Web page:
Thinking about seeing The Meg this weekend? Maybe you have already seen the movie and are itching for more shark films? Here at ScreenGeek, our writers have come up with a few selections for you to feed that Megalodon level appetite. Some of the picks are obvious and some are not so but nonetheless, you’ll have a good time watching these shark movies whether it’s intentional or not. Sit back, throw some chum in the water, and enjoy.
Deep Blue Sea (1999)
Sure, this movie isn’t the best – but it knows it’s not. The effects definitely haven’t aged well, but for its time – it’s entertaining enough, and features quite a few interesting deaths throughout the film and even one now almost iconic scene with Samuel L. Jackson. If you’re looking for a way to pass the time and are interested in a shark movie that isn’t afraid of being Rated-R – this is probably your movie.
Just don’t watch the sequel. – Frank Palmer
Sharktopus is a Syfy original movie that was released in 2010. Directed by Declan O’Brien and produced by Roger Corman, the movie is about a genetically engineered sea creature. A company called Blue Water is commissioned by the Navy to create a half-shark, half-octopus creature to be used in combat. They lose control of the hybrid animal and it goes on a rampage. The creature is eventually stopped when an explosive embedded in its head is detonated.
Sharktopus is low-budget, cheesy and completely absurd but something about it is so watchable. It certainly falls under the ‘so bad it’s funny’ category and if nothing else, it will give you a few laughs. If you don’t get your hybrid sea creature fill from the first movie, worry not, there are two sequels. In 2014’s Sharktopus vs. Pteracudawhere, we see the Sharktopus battle a half-pterosaur, half-barracuda and 2015’s more ambitious and more ridiculous Sharktopus vs. Whalewolf. – Hannah Brown
Open Water (2003)
Open Water is a thriller, loosely based on the true events that happened to couple Tom and Eileen Lonergan, who were stranded in the sea in 1998. Written and directed by Chris Kentis, the story follows an American couple that goes scuba-diving whilst on holiday in the Caribbean. After a mistaken headcount, the crew of the boat leaves without them and so they are stranded in shark-infested waters in the middle of the open ocean. Eventually, realization dawns on the couple that the boat is not returning for them.
Open Water is different from most shark films out there because not a great deal actually happens. Although it lacks a fast pace and action-fuelled attacks, in some ways it is more effectively frightening because of this. The events that unfold make you feel uneasy and the situation they are faced with is realistically terrifying. The film has two sequels: Open Water 2: Adrift and Open Water 3: Cage Dive. Both sequels have a gimmickier vibe than the original, which should’ve been kept as a stand-alone film. – Hannah Brown
Mega Shark Franchise (2009-2015)
2009 saw the birth of the Mega Shark franchise with the release of Mega Shark Vs. Giant Octopus which was mildly entertaining in the same ridiculous way that so many others of its kind are. Then came 2010’s Mega Shark Vs. Crocosaurus which was better than the first. 2014 brought us Mega Shark Vs. Mecha Shark, which is where the series started to get interesting. The megalodon shark is causing a threat to humanity and to combat that, the government creates a robotic copy of the beast, which is an interesting change from the first two movies in the franchise.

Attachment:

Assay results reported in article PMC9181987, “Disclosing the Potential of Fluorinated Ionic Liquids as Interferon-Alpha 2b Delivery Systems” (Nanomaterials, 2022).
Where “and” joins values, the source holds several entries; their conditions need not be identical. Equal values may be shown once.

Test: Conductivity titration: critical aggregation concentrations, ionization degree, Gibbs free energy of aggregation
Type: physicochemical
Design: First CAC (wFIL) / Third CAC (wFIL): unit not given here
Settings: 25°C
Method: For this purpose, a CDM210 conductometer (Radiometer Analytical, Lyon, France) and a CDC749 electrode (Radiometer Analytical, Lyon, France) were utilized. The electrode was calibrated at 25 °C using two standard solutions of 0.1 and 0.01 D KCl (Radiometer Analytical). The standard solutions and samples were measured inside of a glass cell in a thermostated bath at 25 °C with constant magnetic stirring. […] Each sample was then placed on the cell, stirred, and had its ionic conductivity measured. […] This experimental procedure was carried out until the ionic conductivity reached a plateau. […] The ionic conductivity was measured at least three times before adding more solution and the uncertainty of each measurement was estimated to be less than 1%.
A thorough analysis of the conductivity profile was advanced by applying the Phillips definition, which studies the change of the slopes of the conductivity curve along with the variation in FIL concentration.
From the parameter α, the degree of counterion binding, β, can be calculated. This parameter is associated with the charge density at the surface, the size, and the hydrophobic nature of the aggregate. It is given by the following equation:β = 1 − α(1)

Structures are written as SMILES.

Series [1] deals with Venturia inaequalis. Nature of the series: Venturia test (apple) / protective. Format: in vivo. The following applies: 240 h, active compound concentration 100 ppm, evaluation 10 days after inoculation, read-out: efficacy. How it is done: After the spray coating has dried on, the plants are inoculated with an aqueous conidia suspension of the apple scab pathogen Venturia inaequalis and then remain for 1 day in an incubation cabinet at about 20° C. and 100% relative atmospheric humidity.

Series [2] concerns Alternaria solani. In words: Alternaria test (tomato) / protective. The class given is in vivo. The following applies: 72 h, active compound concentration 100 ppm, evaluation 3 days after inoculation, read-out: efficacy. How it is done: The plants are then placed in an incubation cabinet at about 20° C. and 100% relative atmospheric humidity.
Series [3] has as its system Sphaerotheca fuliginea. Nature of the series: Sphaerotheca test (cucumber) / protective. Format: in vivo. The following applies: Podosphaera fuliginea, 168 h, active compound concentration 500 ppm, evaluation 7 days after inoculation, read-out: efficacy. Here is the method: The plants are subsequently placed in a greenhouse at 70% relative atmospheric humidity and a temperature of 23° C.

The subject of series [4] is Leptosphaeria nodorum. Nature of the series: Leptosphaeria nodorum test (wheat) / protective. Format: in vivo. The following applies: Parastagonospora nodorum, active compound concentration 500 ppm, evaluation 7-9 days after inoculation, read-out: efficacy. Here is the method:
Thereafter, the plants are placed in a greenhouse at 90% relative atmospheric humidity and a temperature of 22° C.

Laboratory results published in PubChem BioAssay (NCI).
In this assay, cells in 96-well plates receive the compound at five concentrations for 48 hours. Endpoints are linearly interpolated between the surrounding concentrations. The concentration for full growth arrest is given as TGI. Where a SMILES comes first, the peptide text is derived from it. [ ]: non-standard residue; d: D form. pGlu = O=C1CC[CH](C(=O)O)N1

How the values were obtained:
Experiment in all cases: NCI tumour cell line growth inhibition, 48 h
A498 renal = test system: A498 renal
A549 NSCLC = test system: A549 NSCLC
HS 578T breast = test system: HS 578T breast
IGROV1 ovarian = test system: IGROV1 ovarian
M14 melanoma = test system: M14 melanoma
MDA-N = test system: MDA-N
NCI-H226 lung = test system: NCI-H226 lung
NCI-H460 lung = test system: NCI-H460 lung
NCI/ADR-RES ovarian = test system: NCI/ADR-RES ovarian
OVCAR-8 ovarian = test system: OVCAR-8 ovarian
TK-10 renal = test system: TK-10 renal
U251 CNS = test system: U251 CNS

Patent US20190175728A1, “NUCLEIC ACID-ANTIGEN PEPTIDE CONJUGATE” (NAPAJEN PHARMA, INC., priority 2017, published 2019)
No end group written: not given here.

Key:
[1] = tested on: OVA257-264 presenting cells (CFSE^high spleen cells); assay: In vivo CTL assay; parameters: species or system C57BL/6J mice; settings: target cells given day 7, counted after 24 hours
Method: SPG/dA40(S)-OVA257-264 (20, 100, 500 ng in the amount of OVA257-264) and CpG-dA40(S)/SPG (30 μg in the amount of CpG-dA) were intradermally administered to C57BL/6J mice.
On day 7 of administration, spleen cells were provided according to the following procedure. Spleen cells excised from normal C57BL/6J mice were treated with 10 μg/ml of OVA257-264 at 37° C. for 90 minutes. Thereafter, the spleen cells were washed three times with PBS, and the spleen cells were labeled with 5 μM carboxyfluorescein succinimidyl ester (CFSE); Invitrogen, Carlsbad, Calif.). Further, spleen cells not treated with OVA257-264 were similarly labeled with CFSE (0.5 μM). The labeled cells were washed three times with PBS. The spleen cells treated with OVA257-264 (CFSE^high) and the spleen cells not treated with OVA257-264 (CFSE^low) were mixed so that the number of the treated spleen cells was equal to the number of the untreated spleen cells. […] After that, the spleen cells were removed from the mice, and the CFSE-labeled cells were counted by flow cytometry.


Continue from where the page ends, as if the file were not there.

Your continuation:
Although the first three installments are watchable if you have low expectations and nothing better to do, the fourth movie really makes the Mega Shark series stand out. 2015’s Mega Shark Vs. Colossus features the return of the familiar Megalodon, but this time its competitor is a robot. A giant, badass, Russian robot from the Cold War that has been reawakened. The story is so much more ambitious and outrageous than its predecessors, but in a cheesy, bizarre way it works. There are a lot of absurd shark movies out there, but I would argue that this one could outrank the lot of them. – Hannah Brown
It’s hard to know if Steven Spielberg truly knew how much of a pop culture phenomenon his 1975 classic Jaws was going to be when he first took on the role of director. Forty-three years later, people will still hum that classic theme tune when they come across an expanse of water which is bigger than a puddle. But this in all reality is a badge the film should wear with pride.
The earliest memory I have of the film is at the age of seven, watching it in my nans living room on a Saturday afternoon and being absolutely traumatized of what I saw. It was one of the first times I had seen anything as gruesome as a corpse on television. It often confused me how a film like that could get away with a PG rating at least up until 2012 when it was reclassified as a 12A.
It’s not just the gore that I remember the most. It’s that impending sense of dread that was brought about by the score, the haunting story of the USS Indianapolis from Robert Shaw’s Quint, and the explosive climax that had me on the edge of that old sofa in my nan’s living room. An episode of Family Guy once joked about making a film called ‘Bigger Jaws’ and really, that’s all The Meg is, because you can go bigger, but you’ll never be able to go better. – James Hadden
So. Go ahead and give these a watch – and give us your personal shark movie recommendations below!